Review: Redbreast Pure Pot Still, 12 y/o

Maker: Irish Distillers, Cork, Ireland (Pernod-Ricard)

Age: 12 y/o


Appearance: Dark gold with a persistent “pearl necklace” in the Glencairn.

Nose: Big bourbon barrel nose. Caramel, oak, cotton candy, brown sugar, a bit of creamy toffee

On the palate: Full-bodied. At first sip, I find myself checking the bottle to make sure I didn’t pick up a bourbon instead. On further sips, though, the malty, pot-still character comes through, especially as it fades into the finish. This Irish whiskey speaks with a heavy Kentucky accent, which may explain why it is every bourbon-lover’s favorite Irish.

Finish: sweet and creamy, more candy notes, with some oak poking through. Then a long low burn.

Parting words: This is one of the world’s greatest whiskeys. The best Irish available. Redbreast also comes in a 15 y/o version. Oh, and the 12 y/o was Malt Advocate Magazine’s Irish whiskey of the year. ‘Nuff said.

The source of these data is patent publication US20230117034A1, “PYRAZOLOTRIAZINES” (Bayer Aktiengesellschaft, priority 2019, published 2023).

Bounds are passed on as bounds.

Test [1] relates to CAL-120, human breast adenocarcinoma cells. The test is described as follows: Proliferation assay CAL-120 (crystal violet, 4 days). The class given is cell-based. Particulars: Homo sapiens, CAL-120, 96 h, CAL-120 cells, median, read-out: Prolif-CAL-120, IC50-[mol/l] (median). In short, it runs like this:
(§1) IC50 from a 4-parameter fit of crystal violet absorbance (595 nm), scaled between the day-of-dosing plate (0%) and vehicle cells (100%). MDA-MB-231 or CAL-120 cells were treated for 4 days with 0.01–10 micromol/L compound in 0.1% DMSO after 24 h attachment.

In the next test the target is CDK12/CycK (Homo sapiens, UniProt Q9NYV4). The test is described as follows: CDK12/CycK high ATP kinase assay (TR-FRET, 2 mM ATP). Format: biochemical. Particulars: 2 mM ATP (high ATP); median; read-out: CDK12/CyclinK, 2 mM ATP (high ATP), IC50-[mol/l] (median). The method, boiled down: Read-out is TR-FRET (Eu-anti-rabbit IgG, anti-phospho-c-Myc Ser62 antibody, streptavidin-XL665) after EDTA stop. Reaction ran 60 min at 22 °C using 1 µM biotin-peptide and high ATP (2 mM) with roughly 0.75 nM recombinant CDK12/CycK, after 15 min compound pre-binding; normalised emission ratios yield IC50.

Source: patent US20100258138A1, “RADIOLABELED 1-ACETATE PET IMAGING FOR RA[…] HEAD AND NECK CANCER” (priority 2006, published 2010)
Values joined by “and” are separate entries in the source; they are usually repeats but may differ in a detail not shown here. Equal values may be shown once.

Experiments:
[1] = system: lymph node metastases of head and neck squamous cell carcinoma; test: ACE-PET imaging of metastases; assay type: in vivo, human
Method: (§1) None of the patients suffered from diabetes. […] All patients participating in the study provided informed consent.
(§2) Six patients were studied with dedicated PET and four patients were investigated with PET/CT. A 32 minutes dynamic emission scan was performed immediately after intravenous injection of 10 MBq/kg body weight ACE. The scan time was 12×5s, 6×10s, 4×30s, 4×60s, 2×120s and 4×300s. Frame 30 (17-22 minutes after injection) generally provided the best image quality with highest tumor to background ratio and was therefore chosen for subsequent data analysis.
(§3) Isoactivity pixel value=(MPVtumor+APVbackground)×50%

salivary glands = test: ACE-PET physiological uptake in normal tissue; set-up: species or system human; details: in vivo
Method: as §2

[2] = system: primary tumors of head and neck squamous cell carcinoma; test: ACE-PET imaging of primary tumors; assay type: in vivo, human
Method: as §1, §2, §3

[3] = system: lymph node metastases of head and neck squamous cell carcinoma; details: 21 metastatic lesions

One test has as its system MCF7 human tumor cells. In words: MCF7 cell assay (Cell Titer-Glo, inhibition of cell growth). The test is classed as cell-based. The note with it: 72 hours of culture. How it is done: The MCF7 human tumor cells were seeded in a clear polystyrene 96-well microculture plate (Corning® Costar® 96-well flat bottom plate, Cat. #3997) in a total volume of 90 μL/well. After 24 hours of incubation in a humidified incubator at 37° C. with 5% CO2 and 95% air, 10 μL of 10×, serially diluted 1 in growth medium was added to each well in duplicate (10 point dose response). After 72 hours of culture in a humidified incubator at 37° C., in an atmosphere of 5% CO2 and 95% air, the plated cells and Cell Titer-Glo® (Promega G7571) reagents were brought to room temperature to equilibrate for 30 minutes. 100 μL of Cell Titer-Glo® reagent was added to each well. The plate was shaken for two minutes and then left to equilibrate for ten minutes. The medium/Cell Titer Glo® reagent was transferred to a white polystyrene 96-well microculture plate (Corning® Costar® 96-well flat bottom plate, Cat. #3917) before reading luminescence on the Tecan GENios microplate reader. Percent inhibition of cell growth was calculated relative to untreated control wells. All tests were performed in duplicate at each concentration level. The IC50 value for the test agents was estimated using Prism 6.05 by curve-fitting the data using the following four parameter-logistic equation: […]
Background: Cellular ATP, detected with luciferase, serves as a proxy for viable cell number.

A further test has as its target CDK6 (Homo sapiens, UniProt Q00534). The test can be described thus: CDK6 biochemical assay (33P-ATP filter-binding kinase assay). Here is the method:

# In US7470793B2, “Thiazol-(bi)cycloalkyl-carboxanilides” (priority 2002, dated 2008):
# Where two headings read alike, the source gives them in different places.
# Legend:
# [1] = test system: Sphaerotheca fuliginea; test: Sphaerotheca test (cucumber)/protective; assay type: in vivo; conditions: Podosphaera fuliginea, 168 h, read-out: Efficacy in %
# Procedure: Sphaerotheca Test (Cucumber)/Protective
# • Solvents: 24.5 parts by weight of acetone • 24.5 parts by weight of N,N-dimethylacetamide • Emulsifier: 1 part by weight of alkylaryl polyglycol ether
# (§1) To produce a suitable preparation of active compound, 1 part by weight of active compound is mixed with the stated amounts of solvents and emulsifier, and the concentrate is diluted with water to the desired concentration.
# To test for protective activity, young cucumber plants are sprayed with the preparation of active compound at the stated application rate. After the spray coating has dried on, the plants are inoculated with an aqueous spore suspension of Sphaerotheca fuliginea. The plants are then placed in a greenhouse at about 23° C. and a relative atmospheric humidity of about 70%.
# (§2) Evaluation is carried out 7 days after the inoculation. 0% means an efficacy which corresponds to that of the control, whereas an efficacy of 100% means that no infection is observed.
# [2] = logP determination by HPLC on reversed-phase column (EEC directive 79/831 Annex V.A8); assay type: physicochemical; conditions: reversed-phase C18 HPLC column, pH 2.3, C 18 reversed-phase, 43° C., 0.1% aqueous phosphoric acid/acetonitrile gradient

Review: Magner’s Original Irish Cider

Maker: Magner’s/Bulmer’s, Clonmel, Tipperary, Ireland (C&C Group)

ABV: 4.5%

Appearance: gold with an odd pinkish hue. Fizzy, but the head dissipates quickly.

Nose: Yeasty and dry, sourdough bread.

On the Palate: slightly sweet with a hint of sourness like Granny Smith apples or the cider apple equivalent.  A hint of some other sort of fruit is lurking in the background. Cherry or raspberry maybe?

Finish: Dry fading into an assertively yeasty taste.

Parting words: This cider is firmly in the British style. Sugar has been added and it is effective at tempering the yeast and sour
dryness. It’s more amicable than some of the bone-dry English ciders that seem to take their cues from Champagne than anything else. But in sweetening itself up it loses some of the subtlety that makes the bone dry British ciders interesting.  At any rate, a nice refreshing drink, but not worth seeking out.